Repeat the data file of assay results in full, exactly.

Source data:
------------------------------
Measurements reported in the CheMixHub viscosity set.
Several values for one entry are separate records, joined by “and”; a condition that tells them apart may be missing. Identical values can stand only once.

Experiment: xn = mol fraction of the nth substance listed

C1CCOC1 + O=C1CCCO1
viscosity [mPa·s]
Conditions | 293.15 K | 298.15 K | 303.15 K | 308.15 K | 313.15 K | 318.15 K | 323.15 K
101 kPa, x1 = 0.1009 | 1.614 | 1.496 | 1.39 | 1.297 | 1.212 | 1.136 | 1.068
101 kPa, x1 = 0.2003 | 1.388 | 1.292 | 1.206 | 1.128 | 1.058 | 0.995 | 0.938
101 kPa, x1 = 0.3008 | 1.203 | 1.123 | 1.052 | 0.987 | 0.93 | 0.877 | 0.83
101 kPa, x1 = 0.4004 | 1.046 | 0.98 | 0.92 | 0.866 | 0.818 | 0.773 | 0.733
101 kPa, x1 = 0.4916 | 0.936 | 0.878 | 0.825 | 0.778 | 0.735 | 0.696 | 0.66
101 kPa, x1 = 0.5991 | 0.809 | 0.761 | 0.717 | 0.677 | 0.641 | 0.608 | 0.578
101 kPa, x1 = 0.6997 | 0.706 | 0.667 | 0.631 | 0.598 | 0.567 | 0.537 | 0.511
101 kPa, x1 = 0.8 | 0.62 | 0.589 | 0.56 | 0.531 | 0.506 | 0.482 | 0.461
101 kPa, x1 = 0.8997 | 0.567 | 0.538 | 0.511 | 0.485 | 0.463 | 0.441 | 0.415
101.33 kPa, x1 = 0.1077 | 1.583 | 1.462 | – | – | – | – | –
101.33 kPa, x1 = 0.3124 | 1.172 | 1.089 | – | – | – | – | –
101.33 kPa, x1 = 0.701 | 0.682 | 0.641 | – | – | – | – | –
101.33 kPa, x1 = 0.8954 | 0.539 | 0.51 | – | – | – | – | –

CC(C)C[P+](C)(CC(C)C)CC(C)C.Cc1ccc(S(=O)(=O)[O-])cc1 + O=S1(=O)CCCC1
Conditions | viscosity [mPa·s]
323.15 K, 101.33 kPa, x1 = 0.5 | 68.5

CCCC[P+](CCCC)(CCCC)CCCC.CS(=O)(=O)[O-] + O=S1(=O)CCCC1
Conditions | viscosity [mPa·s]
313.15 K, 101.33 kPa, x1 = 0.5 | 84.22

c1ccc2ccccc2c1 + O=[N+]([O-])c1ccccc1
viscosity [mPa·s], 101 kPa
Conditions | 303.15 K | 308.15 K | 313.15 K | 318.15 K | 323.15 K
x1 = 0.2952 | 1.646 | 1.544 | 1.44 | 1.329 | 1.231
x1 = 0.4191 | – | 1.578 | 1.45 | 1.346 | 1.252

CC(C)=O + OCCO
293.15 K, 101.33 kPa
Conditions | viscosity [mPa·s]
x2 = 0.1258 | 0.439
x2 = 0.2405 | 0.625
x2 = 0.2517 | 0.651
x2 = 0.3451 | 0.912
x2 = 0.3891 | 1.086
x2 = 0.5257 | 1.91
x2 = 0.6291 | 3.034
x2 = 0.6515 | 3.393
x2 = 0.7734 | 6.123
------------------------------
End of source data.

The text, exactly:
Measurements reported in the CheMixHub viscosity set.
Several values for one entry are separate records, joined by “and”; a condition that tells them apart may be missing. Identical values can stand only once.

Experiment: xn = mol fraction of the nth substance listed

C1CCOC1 + O=C1CCCO1
viscosity [mPa·s]
Conditions | 293.15 K | 298.15 K | 303.15 K | 308.15 K | 313.15 K | 318.15 K | 323.15 K
101 kPa, x1 = 0.1009 | 1.614 | 1.496 | 1.39 | 1.297 | 1.212 | 1.136 | 1.068
101 kPa, x1 = 0.2003 | 1.388 | 1.292 | 1.206 | 1.128 | 1.058 | 0.995 | 0.938
101 kPa, x1 = 0.3008 | 1.203 | 1.123 | 1.052 | 0.987 | 0.93 | 0.877 | 0.83
101 kPa, x1 = 0.4004 | 1.046 | 0.98 | 0.92 | 0.866 | 0.818 | 0.773 | 0.733
101 kPa, x1 = 0.4916 | 0.936 | 0.878 | 0.825 | 0.778 | 0.735 | 0.696 | 0.66
101 kPa, x1 = 0.5991 | 0.809 | 0.761 | 0.717 | 0.677 | 0.641 | 0.608 | 0.578
101 kPa, x1 = 0.6997 | 0.706 | 0.667 | 0.631 | 0.598 | 0.567 | 0.537 | 0.511
101 kPa, x1 = 0.8 | 0.62 | 0.589 | 0.56 | 0.531 | 0.506 | 0.482 | 0.461
101 kPa, x1 = 0.8997 | 0.567 | 0.538 | 0.511 | 0.485 | 0.463 | 0.441 | 0.415
101.33 kPa, x1 = 0.1077 | 1.583 | 1.462 | – | – | – | – | –
101.33 kPa, x1 = 0.3124 | 1.172 | 1.089 | – | – | – | – | –
101.33 kPa, x1 = 0.701 | 0.682 | 0.641 | – | – | – | – | –
101.33 kPa, x1 = 0.8954 | 0.539 | 0.51 | – | – | – | – | –

CC(C)C[P+](C)(CC(C)C)CC(C)C.Cc1ccc(S(=O)(=O)[O-])cc1 + O=S1(=O)CCCC1
Conditions | viscosity [mPa·s]
323.15 K, 101.33 kPa, x1 = 0.5 | 68.5

CCCC[P+](CCCC)(CCCC)CCCC.CS(=O)(=O)[O-] + O=S1(=O)CCCC1
Conditions | viscosity [mPa·s]
313.15 K, 101.33 kPa, x1 = 0.5 | 84.22

c1ccc2ccccc2c1 + O=[N+]([O-])c1ccccc1
viscosity [mPa·s], 101 kPa
Conditions | 303.15 K | 308.15 K | 313.15 K | 318.15 K | 323.15 K
x1 = 0.2952 | 1.646 | 1.544 | 1.44 | 1.329 | 1.231
x1 = 0.4191 | – | 1.578 | 1.45 | 1.346 | 1.252

CC(C)=O + OCCO
293.15 K, 101.33 kPa
Conditions | viscosity [mPa·s]
x2 = 0.1258 | 0.439
x2 = 0.2405 | 0.625
x2 = 0.2517 | 0.651
x2 = 0.3451 | 0.912
x2 = 0.3891 | 1.086
x2 = 0.5257 | 1.91
x2 = 0.6291 | 3.034
x2 = 0.6515 | 3.393
x2 = 0.7734 | 6.123